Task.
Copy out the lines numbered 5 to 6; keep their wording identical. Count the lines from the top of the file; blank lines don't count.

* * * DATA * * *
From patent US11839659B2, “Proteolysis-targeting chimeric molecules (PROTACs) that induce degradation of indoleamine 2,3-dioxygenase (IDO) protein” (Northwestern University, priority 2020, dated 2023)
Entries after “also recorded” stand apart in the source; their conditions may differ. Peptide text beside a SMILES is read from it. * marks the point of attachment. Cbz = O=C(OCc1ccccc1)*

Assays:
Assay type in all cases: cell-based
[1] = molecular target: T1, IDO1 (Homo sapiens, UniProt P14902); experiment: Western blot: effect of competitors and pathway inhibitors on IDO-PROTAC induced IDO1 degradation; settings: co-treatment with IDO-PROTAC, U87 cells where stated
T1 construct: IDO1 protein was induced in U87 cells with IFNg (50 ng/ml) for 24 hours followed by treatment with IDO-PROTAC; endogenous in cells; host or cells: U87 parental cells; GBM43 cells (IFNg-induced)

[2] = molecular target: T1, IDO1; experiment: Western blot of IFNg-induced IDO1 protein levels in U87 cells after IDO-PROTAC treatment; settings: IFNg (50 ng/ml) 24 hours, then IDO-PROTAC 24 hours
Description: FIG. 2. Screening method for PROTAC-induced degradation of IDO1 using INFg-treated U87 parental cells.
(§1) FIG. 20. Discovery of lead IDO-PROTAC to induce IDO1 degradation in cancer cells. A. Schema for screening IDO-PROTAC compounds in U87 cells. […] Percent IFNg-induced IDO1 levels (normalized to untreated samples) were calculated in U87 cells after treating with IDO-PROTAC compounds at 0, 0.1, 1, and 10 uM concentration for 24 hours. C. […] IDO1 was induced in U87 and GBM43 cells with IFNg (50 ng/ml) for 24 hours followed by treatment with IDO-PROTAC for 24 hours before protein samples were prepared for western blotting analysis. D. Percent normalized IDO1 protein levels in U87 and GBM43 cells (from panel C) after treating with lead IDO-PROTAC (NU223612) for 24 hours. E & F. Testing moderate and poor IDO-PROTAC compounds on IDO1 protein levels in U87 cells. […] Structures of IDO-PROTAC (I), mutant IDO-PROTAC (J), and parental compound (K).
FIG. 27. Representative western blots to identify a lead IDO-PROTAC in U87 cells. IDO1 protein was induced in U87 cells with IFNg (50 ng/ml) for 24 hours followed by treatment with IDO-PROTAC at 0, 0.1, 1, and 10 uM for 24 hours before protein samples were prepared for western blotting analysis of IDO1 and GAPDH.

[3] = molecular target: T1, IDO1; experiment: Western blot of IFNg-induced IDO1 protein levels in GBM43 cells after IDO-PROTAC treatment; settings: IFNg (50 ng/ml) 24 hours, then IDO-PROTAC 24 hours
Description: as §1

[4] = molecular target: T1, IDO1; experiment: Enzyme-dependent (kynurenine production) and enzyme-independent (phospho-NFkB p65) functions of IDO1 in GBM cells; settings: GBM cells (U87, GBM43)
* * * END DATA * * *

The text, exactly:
[1] = molecular target: T1, IDO1 (Homo sapiens, UniProt P14902); experiment: Western blot: effect of competitors and pathway inhibitors on IDO-PROTAC induced IDO1 degradation; settings: co-treatment with IDO-PROTAC, U87 cells where stated
T1 construct: IDO1 protein was induced in U87 cells with IFNg (50 ng/ml) for 24 hours followed by treatment with IDO-PROTAC; endogenous in cells; host or cells: U87 parental cells; GBM43 cells (IFNg-induced)